# Problem Set 7: SOLUTIONS - The University of Alabama ```University of Alabama
Department of Physics and Astronomy
PH 102-2 / LeClair
Spring 2008
Problem Set 7: SOLUTIONS
1. 15 points. Very large magnetic fields can be produced using a procedure called flux compression. A metallic cylindrical
tube of radius R is placed coaxially in a long solenoid of somewhat larger radius. The space between the tube and the
solenoid is filled with a highly explosive material. When the explosive is set off, it collapses the tube to a cylinder of radius
r &lt; R. If the collapse happens very rapidly, induced current in the tube maintains the magnetic flux nearly constant inside
the tube, even though the area shrinks. If the initial magnetic field in the solenoid is 2.50 T, and R/r = 12.0, what is the
maximum field that can be reached?
The basic idea here is that the flux through the tube is the same before and after the explosion. Since after the explosion
the cross-sectional area is severely reduced, the field must be much larger in order to make the flux the same. Here’s a bit
from the Wikipedia about flux compression, explaining things in more detail:
Magneto-explosive generators use a technique called ”magnetic flux compression”, which will be described in
detail later. The technique is made possible when the time scales over which the device operates are sufficiently
brief that resistive current loss is negligible, and the magnetic flux on any surface surrounded by a conductor
(copper wire, for example) remains constant, even though the size and shape of the surface may change.
This flux conservation can be demonstrated from Maxwell’s equations. The most intuitive explanation of this
conservation of enclosed flux follows from the principle that any change in an electromagnetic system provokes
an effect in order to oppose the change. For this reason, reducing the area of the surface enclosed by a conductor,
which would reduce the magnetic flux, results in the induction of current in the electrical conductor, which tends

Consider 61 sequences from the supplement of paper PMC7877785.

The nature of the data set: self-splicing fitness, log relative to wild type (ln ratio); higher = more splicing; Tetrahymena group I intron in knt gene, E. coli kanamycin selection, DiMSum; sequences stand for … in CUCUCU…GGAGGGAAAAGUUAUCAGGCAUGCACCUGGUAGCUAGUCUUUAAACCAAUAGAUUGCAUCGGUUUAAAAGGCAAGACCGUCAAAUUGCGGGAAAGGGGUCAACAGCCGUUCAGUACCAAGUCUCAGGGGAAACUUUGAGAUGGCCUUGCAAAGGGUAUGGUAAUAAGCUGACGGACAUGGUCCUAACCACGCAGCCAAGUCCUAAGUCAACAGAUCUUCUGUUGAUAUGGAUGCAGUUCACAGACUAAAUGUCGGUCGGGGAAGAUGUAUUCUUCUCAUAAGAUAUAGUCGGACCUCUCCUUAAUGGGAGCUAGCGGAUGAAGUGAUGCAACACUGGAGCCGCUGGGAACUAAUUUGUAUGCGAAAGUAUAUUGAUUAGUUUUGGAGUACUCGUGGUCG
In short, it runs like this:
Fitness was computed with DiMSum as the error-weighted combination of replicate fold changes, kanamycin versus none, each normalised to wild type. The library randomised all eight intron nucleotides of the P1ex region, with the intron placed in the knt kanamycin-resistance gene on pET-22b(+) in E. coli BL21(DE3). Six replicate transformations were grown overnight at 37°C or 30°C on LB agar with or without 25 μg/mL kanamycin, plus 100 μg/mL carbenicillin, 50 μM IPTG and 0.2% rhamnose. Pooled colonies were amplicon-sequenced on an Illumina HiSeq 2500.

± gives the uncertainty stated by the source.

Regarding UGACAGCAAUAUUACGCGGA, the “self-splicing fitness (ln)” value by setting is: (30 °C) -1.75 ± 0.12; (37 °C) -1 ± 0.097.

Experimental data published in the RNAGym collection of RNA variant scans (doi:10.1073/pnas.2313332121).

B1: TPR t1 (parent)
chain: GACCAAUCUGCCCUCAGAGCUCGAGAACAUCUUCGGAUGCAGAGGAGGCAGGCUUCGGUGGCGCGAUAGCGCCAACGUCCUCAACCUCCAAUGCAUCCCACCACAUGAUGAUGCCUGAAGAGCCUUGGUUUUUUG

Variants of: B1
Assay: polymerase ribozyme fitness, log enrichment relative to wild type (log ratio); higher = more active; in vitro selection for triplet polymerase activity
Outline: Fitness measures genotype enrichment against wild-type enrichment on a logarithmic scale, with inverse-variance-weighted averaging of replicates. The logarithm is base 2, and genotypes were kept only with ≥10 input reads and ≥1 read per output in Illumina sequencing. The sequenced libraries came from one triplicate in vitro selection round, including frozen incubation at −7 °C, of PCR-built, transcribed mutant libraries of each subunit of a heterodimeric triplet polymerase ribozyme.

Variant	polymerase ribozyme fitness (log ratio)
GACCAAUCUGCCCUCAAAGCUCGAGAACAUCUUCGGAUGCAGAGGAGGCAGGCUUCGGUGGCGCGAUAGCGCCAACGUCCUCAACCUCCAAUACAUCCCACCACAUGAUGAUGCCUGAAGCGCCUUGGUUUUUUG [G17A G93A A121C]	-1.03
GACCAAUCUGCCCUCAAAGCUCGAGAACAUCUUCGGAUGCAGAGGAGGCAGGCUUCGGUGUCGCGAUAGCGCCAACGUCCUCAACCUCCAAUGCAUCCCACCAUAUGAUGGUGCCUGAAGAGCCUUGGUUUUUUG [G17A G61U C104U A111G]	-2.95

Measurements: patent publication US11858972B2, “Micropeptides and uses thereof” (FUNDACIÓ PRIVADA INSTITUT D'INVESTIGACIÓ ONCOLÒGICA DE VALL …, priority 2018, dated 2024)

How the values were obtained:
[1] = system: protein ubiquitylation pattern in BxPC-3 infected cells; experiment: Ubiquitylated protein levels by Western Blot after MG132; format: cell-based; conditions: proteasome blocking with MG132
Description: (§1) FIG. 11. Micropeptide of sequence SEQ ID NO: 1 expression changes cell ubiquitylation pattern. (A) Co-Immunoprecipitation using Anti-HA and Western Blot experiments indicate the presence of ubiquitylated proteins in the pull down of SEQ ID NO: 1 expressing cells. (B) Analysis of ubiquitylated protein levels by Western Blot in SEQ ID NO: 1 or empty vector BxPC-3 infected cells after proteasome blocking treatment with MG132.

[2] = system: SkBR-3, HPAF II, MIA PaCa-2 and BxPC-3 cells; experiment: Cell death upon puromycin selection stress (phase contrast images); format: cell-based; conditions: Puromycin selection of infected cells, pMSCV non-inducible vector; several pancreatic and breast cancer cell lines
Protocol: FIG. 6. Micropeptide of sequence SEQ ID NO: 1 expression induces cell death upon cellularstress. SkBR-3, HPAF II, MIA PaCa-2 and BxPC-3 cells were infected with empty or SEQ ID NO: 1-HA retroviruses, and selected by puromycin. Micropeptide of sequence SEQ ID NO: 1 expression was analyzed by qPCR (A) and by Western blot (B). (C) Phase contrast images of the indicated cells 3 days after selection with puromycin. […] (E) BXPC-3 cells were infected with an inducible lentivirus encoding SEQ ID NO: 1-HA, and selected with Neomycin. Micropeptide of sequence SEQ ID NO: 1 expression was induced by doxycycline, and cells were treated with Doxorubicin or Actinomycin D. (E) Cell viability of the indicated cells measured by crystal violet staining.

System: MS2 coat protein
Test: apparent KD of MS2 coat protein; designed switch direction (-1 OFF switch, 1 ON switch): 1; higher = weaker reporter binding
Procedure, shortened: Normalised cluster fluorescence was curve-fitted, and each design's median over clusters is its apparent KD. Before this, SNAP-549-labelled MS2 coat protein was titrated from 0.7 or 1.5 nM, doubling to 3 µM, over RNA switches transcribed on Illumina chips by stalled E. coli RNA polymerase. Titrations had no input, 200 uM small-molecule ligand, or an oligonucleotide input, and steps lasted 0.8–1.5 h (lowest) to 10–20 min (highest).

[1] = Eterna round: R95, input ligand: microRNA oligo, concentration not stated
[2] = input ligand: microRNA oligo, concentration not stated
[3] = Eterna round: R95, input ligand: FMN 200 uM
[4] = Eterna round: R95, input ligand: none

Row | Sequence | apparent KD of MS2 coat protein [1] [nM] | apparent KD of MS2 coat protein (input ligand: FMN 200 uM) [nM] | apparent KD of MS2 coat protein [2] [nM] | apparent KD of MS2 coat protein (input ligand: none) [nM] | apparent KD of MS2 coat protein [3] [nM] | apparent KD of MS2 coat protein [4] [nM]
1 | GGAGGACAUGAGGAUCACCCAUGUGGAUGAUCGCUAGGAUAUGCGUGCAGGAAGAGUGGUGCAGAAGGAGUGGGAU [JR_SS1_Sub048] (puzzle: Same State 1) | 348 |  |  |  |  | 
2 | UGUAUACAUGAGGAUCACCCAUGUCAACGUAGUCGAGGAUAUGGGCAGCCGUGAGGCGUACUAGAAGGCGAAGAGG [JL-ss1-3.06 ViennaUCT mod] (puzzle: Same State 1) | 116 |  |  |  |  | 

to return the enclosed flux to its original value. In magneto-explosive generators, this phenomenon is obtained by
various techniques which depend on powerful explosives. The compression process allows the chemical energy
of the explosives to be (partially) transformed into the energy of an intense magnetic field surrounded by a
correspondingly large electric current.
– Wikipedia, ”Flux Compression”
So: all we need to do is calculate the flux before and after the explosion, set them equal to each other, and solve for the
field after the explosion. Quantities with ‘i’ subscripts refer to before the explosion, those with ‘f’ after the explosion, and
all symbols have their usual meanings.
ΦB,i = Bi Ai = Bi &middot; πR2
ΦB,f = Bf Af = Bf &middot; πr2
ΦB,i = ΦB,f
=⇒
Bi πR2 = Bf πr2
„ &laquo;2
R
Bf =
Bi = (12.0)2 &middot; 2.50 T = 360 T
r
2. 10 points. In the figure below, a uniform magnetic field decreases at a constant rate ∆B/∆t = −K, where K is a
positive constant. A circular loop of wire of radius a containing a resistance R and a capacitance C is placed with its plane
normal to the field. (a) Find the charge Q on the capacitor when it is fully charged. (b) Is the upper or lower plate of
the capacitor at a higher potential? Show your work for full credit.
The first part is just a straightforward application of Faraday’s law - the induced potential difference around the loop is
given by the rate of change of the magnetic flux. In this case, the loop has just one turn (N = 1), its area is a (constant)
πa2 , and the angle between the area normal and the field B is 90◦ :
∆ (BA cos θ)
∆ΦB
=−
∆t
∆t
∆B
2
= −A
= −πa (−K)
∆t
2
= πa K
∆V = −N
Now, if this voltage is induced around the loop, we know what will happen: a current will flow through the resistor to